Three people were murdered and five others were badly injured in a knife assault in southern Germany on Friday by a 24-year-old Somali immigrant who had been placed under mandatory mental care in recent days, according to officials.
By shooting a bullet into the attacker’s leg, police were able to halt and capture him in the town of Wuerzburg. His injuries, they claimed, were not life-threatening.
“Three are dead and five very seriously injured,” regional Interior Minister Joachim Herrmann said after arriving on the scene. “With the most seriously injured we are not sure they will survive.”
The man had lived in Wuerzburg since 2015, the year Germany opened its borders to more than a million migrants and refugees fleeing war and poverty. His life was not in danger and he was being questioned by police in hospital, Herrmann said.
“His condition had been noticed in recent months, including violent tendencies, and a few days ago he was put into compulsory psychiatric treatment,” Herrmann said.
Later, he told public television that, according to one witness, the suspect had called “Allahu akbar”, an Arabic phrase meaning “God is great” and often associated with acts of Islamist terrorism before starting his spree.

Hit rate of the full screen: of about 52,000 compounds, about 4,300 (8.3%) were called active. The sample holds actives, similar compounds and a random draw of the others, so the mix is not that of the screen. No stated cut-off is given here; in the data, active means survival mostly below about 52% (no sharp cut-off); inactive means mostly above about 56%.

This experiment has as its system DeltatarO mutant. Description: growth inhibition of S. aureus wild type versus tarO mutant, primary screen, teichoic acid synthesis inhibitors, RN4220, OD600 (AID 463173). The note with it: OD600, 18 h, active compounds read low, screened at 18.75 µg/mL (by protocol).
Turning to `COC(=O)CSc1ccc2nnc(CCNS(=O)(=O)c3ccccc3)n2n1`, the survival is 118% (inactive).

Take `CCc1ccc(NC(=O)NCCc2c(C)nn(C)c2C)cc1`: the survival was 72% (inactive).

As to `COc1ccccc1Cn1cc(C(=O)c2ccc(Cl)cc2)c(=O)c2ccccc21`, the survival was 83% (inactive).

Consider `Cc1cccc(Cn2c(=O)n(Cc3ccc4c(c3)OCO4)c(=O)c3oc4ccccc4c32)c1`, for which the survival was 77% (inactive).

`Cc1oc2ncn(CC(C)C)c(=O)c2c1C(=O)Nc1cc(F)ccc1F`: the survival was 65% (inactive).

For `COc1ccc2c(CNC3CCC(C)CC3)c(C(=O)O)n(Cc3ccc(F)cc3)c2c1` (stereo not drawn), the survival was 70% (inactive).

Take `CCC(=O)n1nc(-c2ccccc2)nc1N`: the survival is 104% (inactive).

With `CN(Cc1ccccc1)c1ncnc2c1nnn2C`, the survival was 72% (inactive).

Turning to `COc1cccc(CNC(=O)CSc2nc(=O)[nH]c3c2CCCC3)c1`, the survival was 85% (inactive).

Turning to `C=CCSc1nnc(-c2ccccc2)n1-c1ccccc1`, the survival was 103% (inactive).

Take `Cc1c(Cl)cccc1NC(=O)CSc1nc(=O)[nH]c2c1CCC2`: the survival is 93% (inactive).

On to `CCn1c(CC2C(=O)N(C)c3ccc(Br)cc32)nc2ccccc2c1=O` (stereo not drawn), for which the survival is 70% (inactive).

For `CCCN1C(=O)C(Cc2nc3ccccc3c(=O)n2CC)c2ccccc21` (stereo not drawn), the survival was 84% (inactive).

“That suggests a possible Islamist motive, and that is also part of the investigation,” he added.
Among the three dead was a young boy and one of his parents, Main Post newspaper said.
As is standard practice in Germany, police did not release the name of the suspect.
Police said there was no indication that there were any other attackers, and that the situation was now under control.
Social media videos showed a presumably barefoot guy with a large knife being repelled by other men wielding chairs until police arrived. Another footage showed blood on the ground.
The films matched the stated location of the attacks on and around Wuerzburg’s central Barbarossaplatz, however it was not immediately clear when they were carried out.
Reuters video from the area showed dozens of police and rescue cars.
Wuerzburg, a 130,000-person historic city located 100 kilometres (62 miles) south-east of Frankfurt, was five years ago the scene of a knife attack on a train by a 17-year-old Pakistani asylum seeker in which five people were injured, two seriously.